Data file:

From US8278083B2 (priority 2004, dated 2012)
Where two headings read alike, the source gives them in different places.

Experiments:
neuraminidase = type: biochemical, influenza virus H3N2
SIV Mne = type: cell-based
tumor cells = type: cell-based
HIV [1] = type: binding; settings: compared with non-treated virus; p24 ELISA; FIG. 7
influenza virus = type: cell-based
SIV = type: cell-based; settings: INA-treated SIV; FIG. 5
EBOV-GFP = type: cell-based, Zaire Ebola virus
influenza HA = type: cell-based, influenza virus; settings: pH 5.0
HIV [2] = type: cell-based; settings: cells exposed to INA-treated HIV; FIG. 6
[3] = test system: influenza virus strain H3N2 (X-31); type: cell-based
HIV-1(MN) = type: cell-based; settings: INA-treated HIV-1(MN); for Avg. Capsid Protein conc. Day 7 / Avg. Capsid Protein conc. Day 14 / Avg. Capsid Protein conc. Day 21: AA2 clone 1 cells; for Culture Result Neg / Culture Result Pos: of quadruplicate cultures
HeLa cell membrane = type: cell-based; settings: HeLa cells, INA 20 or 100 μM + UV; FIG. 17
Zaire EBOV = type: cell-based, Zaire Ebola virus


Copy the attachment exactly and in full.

From US8278083B2 (priority 2004, dated 2012)
Where two headings read alike, the source gives them in different places.

Experiments:
neuraminidase = type: biochemical, influenza virus H3N2
SIV Mne = type: cell-based
tumor cells = type: cell-based
HIV [1] = type: binding; settings: compared with non-treated virus; p24 ELISA; FIG. 7
influenza virus = type: cell-based
SIV = type: cell-based; settings: INA-treated SIV; FIG. 5
EBOV-GFP = type: cell-based, Zaire Ebola virus
influenza HA = type: cell-based, influenza virus; settings: pH 5.0
HIV [2] = type: cell-based; settings: cells exposed to INA-treated HIV; FIG. 6
[3] = test system: influenza virus strain H3N2 (X-31); type: cell-based
HIV-1(MN) = type: cell-based; settings: INA-treated HIV-1(MN); for Avg. Capsid Protein conc. Day 7 / Avg. Capsid Protein conc. Day 14 / Avg. Capsid Protein conc. Day 21: AA2 clone 1 cells; for Culture Result Neg / Culture Result Pos: of quadruplicate cultures
HeLa cell membrane = type: cell-based; settings: HeLa cells, INA 20 or 100 μM + UV; FIG. 17
Zaire EBOV = type: cell-based, Zaire Ebola virus